A personal view on personality tests
So. New job, new personality test. An opportunity to add another 4-colour quandrant-based set of labels to my collection, which already includes HBDI, Belbin team roles, MBTI, Insights, Via Strengths Institute, and a view others lost to the mists of time.
I have a lot of mixed feelings about these personality tests. I really buy into the idea that the self-reflection and self-awareness that they’re designed to encourage are worthwhile things to pursue, especially for people who are following leadership tracks. And as a way of provoking discussions around team dynamics sounds like a great idea too.
Earlier in my life I embraced these eagerly. Desperately seeking feedback and guidance, I marvelled at the way that a 50-question multiple-choice questionnaire could be so incredibly accurate about me and scoured the reports for further details about the nature of my personality, inclinations and drivers, which so inescapably shaped the person I was both at home and in work.
But as I grew both personally and professionally, and had the chance to work with people who could help me explore my real strengths and address my real failings in a more meaningful way, I started to really understand not just the flaws but the hidden dangers in these flat narratives.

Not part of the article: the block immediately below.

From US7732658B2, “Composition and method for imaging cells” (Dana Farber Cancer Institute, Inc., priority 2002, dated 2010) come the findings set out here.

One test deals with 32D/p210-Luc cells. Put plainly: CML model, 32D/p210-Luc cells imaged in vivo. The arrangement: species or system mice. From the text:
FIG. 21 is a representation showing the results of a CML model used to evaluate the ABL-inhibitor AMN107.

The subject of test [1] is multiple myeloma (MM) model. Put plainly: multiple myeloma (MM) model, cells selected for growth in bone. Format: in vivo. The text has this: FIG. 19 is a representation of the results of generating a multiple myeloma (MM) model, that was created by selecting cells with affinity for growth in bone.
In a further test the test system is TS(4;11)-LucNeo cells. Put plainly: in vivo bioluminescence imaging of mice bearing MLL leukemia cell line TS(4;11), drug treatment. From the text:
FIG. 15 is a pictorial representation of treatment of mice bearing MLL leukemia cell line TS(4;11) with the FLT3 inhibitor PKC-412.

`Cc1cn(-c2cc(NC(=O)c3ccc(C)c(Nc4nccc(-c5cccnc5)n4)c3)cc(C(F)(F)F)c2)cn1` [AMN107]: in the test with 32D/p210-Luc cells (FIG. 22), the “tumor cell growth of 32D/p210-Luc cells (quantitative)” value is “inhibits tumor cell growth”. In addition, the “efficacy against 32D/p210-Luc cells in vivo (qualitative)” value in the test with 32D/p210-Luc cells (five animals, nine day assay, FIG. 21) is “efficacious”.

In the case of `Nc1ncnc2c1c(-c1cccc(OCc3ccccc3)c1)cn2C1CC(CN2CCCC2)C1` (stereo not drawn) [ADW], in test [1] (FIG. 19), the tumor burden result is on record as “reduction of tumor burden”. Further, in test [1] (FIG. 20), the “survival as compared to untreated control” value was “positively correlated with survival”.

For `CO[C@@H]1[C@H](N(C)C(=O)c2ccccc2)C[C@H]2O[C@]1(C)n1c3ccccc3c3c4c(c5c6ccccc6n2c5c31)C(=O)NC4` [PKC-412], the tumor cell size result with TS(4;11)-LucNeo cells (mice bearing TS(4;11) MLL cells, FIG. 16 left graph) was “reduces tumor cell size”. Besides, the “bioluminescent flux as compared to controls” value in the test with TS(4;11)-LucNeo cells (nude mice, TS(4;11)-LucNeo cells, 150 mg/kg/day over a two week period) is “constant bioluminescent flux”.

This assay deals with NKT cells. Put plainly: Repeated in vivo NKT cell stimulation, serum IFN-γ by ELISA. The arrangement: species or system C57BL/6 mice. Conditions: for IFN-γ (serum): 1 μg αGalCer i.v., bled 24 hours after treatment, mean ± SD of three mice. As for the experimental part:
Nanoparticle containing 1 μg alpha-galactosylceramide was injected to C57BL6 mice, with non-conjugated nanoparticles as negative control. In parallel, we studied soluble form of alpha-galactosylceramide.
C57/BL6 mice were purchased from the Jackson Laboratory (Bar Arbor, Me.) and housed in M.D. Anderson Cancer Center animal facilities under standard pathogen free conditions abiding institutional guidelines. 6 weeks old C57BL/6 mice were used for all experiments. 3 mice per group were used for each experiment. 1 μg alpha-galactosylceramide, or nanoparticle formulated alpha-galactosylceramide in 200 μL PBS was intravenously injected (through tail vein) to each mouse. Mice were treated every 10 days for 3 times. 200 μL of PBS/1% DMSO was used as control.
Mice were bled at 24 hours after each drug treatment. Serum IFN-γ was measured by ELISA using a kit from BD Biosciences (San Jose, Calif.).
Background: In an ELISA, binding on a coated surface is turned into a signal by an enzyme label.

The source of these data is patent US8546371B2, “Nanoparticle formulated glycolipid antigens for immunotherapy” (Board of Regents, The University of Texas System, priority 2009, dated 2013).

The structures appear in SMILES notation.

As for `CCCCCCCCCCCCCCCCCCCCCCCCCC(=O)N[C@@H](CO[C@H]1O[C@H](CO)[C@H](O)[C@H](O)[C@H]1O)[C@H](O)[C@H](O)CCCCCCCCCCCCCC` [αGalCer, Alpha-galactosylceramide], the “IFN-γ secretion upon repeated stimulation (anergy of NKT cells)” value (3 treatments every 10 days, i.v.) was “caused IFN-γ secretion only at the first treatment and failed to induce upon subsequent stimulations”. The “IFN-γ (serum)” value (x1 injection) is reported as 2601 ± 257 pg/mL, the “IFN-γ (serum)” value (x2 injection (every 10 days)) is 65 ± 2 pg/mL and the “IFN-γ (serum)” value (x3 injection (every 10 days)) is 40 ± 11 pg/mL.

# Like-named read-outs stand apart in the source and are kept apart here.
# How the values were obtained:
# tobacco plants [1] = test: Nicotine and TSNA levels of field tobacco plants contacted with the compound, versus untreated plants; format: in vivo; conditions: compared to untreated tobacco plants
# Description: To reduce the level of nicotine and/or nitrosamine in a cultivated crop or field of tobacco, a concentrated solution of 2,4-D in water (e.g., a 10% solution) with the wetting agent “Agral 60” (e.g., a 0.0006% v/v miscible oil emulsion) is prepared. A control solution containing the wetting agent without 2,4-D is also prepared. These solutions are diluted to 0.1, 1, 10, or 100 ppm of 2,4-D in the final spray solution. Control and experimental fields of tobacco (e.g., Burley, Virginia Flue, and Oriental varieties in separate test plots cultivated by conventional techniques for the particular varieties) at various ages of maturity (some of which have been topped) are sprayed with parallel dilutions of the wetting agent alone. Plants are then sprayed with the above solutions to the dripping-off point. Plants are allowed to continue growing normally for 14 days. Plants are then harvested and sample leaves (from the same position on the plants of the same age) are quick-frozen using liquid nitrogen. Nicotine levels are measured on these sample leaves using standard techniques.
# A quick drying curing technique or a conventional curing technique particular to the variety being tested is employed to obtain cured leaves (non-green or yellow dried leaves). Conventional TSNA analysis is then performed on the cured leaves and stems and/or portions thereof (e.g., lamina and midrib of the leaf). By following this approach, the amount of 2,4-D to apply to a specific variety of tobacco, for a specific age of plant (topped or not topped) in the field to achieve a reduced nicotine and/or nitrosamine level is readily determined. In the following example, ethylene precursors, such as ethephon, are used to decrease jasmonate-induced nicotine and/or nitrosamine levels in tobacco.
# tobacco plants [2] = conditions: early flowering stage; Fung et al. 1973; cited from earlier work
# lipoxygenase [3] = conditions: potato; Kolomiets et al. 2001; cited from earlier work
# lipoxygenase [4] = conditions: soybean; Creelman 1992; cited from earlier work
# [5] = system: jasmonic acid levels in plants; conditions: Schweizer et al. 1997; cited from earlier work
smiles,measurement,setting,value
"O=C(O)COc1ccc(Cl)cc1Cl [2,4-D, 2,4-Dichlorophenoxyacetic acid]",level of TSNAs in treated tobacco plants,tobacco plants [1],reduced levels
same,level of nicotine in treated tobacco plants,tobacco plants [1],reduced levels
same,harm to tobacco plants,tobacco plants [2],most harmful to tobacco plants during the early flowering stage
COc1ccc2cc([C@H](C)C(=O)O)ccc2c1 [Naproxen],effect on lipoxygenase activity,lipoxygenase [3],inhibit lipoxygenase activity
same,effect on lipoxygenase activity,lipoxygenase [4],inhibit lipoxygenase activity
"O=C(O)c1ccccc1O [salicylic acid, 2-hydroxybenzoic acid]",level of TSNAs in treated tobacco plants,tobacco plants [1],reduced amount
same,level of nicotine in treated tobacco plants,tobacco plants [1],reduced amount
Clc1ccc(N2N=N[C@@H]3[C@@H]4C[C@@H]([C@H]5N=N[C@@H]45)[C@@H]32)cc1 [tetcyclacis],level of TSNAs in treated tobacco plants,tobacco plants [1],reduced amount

So, here I’m going to break down my issues with personality tests, and follow up with a few pointers on how managers can actively and helpfully use these personality tests. The worries I have with them are:
- They’re often presented as having scientific basis which is unjustified.
- They use “corporate astrology” to present themselves as more accurate than they are.
- They perpetuate and encourage fixed-mindset thinking.
- They rely too much on self-analysis.
- I have concerns about the lack of engagement with significant diversity and inclusivity points.
The scientific basis of personality tests.
It’s important to recognise that on the whole, these personality tests are run by for-profit enterprises and the research into them has been carried out by that enterprise. I always research the academic basis of the personality tests I take, and would recommend you do the same.